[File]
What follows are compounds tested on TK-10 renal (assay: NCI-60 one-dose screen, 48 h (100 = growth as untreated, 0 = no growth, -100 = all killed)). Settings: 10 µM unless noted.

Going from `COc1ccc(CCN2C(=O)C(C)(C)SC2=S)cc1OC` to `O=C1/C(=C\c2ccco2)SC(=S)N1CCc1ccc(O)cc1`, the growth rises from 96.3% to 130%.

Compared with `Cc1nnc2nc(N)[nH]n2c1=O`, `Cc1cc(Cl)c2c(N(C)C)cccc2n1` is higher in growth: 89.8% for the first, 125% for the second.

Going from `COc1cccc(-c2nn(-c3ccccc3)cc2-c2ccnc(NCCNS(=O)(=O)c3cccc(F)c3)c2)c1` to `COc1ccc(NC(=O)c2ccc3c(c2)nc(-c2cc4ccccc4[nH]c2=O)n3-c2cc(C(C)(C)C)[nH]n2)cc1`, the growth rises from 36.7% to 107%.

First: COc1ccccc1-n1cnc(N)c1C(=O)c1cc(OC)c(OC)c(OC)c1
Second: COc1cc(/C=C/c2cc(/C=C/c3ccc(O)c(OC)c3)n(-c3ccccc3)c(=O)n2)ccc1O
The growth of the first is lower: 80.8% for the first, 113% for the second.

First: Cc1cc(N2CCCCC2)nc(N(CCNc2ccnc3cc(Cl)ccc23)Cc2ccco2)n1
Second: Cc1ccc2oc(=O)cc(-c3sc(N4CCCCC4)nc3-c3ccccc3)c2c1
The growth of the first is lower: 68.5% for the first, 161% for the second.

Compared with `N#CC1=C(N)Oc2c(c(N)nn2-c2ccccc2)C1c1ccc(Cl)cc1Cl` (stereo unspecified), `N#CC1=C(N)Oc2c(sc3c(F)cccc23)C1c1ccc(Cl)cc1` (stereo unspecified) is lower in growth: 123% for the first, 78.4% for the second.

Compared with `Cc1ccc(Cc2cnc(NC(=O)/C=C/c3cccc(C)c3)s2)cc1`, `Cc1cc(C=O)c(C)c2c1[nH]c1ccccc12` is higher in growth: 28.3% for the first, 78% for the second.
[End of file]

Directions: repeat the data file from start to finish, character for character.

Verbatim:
What follows are compounds tested on TK-10 renal (assay: NCI-60 one-dose screen, 48 h (100 = growth as untreated, 0 = no growth, -100 = all killed)). Settings: 10 µM unless noted.

Going from `COc1ccc(CCN2C(=O)C(C)(C)SC2=S)cc1OC` to `O=C1/C(=C\c2ccco2)SC(=S)N1CCc1ccc(O)cc1`, the growth rises from 96.3% to 130%.

Compared with `Cc1nnc2nc(N)[nH]n2c1=O`, `Cc1cc(Cl)c2c(N(C)C)cccc2n1` is higher in growth: 89.8% for the first, 125% for the second.

Going from `COc1cccc(-c2nn(-c3ccccc3)cc2-c2ccnc(NCCNS(=O)(=O)c3cccc(F)c3)c2)c1` to `COc1ccc(NC(=O)c2ccc3c(c2)nc(-c2cc4ccccc4[nH]c2=O)n3-c2cc(C(C)(C)C)[nH]n2)cc1`, the growth rises from 36.7% to 107%.

First: COc1ccccc1-n1cnc(N)c1C(=O)c1cc(OC)c(OC)c(OC)c1
Second: COc1cc(/C=C/c2cc(/C=C/c3ccc(O)c(OC)c3)n(-c3ccccc3)c(=O)n2)ccc1O
The growth of the first is lower: 80.8% for the first, 113% for the second.

First: Cc1cc(N2CCCCC2)nc(N(CCNc2ccnc3cc(Cl)ccc23)Cc2ccco2)n1
Second: Cc1ccc2oc(=O)cc(-c3sc(N4CCCCC4)nc3-c3ccccc3)c2c1
The growth of the first is lower: 68.5% for the first, 161% for the second.

Compared with `N#CC1=C(N)Oc2c(c(N)nn2-c2ccccc2)C1c1ccc(Cl)cc1Cl` (stereo unspecified), `N#CC1=C(N)Oc2c(sc3c(F)cccc23)C1c1ccc(Cl)cc1` (stereo unspecified) is lower in growth: 123% for the first, 78.4% for the second.

Compared with `Cc1ccc(Cc2cnc(NC(=O)/C=C/c3cccc(C)c3)s2)cc1`, `Cc1cc(C=O)c(C)c2c1[nH]c1ccccc12` is higher in growth: 28.3% for the first, 78% for the second.